People diagnosed with level 2 autism have a harder time masking their traits than those diagnosed with level 1 and may find it hard to communicate or socialize in ways that are accepted or understood by neurotypical society.
People with level 3 diagnoses need the most support. People in this category will have many of the same traits as those with levels 1 and 2 but to a greater degree. It often means the autistic person is nonverbal or has very limited speech and restricted social communication skills.
Why I Don’t ‘look’ Autistic
Autism is an invisible condition, meaning that it cannot be discerned solely through physical appearance. Unfortunately, society often holds preconceived notions about what autism ‘looks like’. But autism is a diverse condition, and individuals with Level One Autism may not exhibit the same noticeable traits that are often associated with more severe forms of autism. While some individuals may exhibit certain behaviours or characteristics associated with autism, others may not.
Added to that, adults, particularly adult women, have learned to mask their autistic traits well. But that doesn’t mean that that masking isn’t a struggle. For instance, it can take me up to 2 hours to write an email to a difficult client because I have to be so careful to soften my communication so as not to appear terse. And writing such an email is intense and exhausting.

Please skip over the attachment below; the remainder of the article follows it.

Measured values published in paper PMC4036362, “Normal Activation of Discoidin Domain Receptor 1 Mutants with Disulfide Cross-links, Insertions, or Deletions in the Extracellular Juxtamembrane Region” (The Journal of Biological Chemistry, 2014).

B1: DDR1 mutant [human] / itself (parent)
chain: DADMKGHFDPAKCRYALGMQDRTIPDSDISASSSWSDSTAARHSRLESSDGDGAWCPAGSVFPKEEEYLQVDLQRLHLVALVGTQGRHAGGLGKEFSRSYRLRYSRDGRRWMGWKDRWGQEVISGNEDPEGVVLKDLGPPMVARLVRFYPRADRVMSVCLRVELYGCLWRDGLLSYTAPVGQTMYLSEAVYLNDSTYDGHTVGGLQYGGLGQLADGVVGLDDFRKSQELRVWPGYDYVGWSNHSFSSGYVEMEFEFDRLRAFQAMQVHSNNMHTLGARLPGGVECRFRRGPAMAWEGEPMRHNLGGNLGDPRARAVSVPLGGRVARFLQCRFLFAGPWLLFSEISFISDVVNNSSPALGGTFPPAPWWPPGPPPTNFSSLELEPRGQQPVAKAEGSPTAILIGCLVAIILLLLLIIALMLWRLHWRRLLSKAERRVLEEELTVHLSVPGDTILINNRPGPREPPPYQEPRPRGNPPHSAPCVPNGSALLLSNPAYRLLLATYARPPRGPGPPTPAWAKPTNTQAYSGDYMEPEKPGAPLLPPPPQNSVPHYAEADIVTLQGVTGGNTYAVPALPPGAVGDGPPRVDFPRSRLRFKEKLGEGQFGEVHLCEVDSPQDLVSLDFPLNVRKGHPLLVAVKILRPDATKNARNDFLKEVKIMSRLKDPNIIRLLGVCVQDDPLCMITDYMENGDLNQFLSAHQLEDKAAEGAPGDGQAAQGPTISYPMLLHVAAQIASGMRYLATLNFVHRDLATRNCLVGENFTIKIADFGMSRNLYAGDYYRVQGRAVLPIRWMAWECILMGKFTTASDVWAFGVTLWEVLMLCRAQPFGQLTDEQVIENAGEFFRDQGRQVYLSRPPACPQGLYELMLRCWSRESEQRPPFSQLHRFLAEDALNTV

Myth vs. Fact: Common Misconceptions about Autism
There are several common myths surrounding autism that contribute to the misconception that one can identify autism solely based on appearance or the behaviour you can see.
Myth: Autism has visible characteristics.
Fact: Autism does not have any physical markers. It is a neurological difference that affects cognitive and social behaviour, and these differences are often masked so they are not noticeable, especially in level one autism.
Myth: Individuals with autism lack empathy.
Fact: People with autism are highly empathetic, so much so that we get overwhelmed by our ability to feel the pain of others. Often the way we handle this overload of emotional pain is to shut it off, to ignore it, and that comes across to others as a lack of empathy. If we start to express it, it may come out as a flood of emotion that no one can handle.
Myth: Autism is caused by vaccines.
Fact: Extensive research has proven that there is no link between vaccines and autism. Autism is a complex condition with genetic and environmental factors at play.
Exploring Level One Autism
Autism is often referred to as a spectrum disorder because it encompasses a wide range of abilities and challenges. Level one autism, previously known as Asperger’s Syndrome, falls on the milder end of the spectrum. Individuals with level one autism typically have good language skills but may struggle with social interactions and understanding non-verbal cues.